Now some fresh pickings from the Political Grapevine:
Former chief U.N. weapons inspector Rolf Ekeus says Saddam Hussein's regime offered him and other U.N. officials millions of dollars if they would alter their reports to suggest Iraq was following international law and free of illegal weapons. Ekeus tells Reuters that former Iraqi Deputy Prime Minister Tariq Aziz tried to bribe him, but he told the Iraqi official, "That is not the way we do business in Sweden."
Ekeus, who served from 1991 to 1997, says he has informed international investigators about the former Iraqi regime's offers.
The Washington Post's new managing editor says the U.S. should not be the leader of the world. In an interview with China's People's Daily, Philip Bennett said, "It is unhealthy to have one country as the leader of the world. People in other countries don't want to be led by foreign countries. ... If we are heading into another period of imperialism where the U.S. thinks [of] itself as the leader of the [world] and its interest[s] should prevail over all other interests of its neighbors and others, then I think the world will be in an unhappy period."
For 10 years, the United Auto Workers Union in Detroit has let Marine reservists who work nearby park their cars in its lot. But then over the weekend, the UAW decided to ban reservists from parking there if their cars are imported or display pro-Bush stickers.
In a statement, the union said, "While reservists certainly have the right to drive non-union made vehicles and display bumper stickers touting the most anti-worker, anti-union president since the 1920s, that doesn't mean they have the right to park in [our lot] ... We do not think it unreasonable to expect our guests to practice the simple principle of not insulting their host." The move upset Marines, and many others spoke out against it. So now, the UAW has reversed the ban, saying it was "wrong," and not meant to disrespect marines.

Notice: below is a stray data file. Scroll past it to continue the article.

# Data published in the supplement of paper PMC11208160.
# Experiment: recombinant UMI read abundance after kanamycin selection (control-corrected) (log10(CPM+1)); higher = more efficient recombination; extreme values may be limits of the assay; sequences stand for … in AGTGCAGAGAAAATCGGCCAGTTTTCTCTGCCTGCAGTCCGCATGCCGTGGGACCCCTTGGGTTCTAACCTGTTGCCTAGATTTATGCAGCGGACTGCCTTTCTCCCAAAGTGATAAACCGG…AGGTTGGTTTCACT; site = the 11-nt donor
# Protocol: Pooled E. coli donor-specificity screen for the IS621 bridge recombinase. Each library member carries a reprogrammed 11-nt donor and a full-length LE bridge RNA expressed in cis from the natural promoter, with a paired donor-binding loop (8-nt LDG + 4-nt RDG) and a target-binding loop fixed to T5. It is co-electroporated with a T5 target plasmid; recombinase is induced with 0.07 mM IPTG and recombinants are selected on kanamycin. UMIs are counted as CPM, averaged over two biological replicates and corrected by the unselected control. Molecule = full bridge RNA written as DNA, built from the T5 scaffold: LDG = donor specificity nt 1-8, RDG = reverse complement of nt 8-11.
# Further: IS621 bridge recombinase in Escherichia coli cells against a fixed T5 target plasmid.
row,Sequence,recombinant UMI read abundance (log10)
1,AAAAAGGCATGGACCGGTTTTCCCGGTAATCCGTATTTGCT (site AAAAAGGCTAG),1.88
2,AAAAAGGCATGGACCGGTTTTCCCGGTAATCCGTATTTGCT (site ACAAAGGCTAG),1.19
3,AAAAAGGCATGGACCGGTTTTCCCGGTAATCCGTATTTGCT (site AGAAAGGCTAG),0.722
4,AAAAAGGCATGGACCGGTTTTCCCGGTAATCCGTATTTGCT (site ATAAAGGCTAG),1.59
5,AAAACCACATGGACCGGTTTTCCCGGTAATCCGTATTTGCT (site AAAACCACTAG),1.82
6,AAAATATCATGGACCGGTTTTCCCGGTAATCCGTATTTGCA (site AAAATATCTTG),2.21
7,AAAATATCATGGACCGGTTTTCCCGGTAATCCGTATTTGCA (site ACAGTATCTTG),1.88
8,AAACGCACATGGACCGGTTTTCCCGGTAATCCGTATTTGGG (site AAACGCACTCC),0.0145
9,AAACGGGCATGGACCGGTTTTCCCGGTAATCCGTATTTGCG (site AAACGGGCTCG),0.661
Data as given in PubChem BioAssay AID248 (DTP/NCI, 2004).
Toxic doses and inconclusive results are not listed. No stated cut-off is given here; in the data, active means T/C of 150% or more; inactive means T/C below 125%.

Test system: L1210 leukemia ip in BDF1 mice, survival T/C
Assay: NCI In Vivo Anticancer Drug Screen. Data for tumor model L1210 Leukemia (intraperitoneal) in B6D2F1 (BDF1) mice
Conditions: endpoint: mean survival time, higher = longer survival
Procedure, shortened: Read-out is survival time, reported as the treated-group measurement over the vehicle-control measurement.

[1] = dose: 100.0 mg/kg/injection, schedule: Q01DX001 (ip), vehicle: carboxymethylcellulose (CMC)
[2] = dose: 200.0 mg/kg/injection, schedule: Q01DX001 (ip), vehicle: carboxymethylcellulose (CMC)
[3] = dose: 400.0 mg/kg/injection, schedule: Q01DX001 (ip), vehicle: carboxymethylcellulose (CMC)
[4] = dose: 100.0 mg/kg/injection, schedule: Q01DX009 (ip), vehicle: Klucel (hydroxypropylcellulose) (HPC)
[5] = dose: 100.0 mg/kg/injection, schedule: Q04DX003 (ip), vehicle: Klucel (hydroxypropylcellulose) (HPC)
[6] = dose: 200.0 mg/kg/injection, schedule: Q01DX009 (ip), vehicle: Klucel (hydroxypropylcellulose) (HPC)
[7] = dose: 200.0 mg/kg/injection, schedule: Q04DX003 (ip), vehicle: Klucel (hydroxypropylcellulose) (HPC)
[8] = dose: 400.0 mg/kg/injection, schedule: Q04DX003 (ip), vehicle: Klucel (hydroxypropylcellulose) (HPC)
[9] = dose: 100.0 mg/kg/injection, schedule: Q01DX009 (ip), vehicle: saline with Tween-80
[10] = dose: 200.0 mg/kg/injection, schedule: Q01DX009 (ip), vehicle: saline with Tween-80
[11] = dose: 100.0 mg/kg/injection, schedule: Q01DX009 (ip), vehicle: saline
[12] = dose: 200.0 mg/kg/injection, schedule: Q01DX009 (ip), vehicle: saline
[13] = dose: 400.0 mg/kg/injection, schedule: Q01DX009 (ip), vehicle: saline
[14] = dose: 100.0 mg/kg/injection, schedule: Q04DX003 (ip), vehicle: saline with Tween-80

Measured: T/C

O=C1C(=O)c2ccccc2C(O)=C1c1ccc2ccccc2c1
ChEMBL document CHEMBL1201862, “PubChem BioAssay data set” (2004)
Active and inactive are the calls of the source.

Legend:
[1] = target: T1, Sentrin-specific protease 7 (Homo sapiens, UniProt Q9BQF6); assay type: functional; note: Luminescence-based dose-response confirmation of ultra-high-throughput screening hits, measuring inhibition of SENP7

Harvard's school paper, The Crimson, is urging students to boycott the new on-campus cleaning service Dormaid, launched by one of their fellow students a few weeks ago. The Crimson says Dormaid is "threaten[ing] our student unity" and "creating yet another differential between the haves and the have-nots on campus." The paper says, "Dorm life is one of the few common experiences left that all students, regardless of class or background, have to endure with a measure of equality. ... Hiring someone to clean dorm rooms is ... an obvious display of wealth that would establish a perceived, if unspoken, barrier between students of different economic means."
The student who started Dormaid calls that a "very uneconomic and narrow view." The call for a boycott stirred up reactions all over the Internet, with one blogger saying, "Yes, the collective good must always outweigh the individual's right ... to spend their own money however they wish."
— FOX News' Michael Levine contributed to this report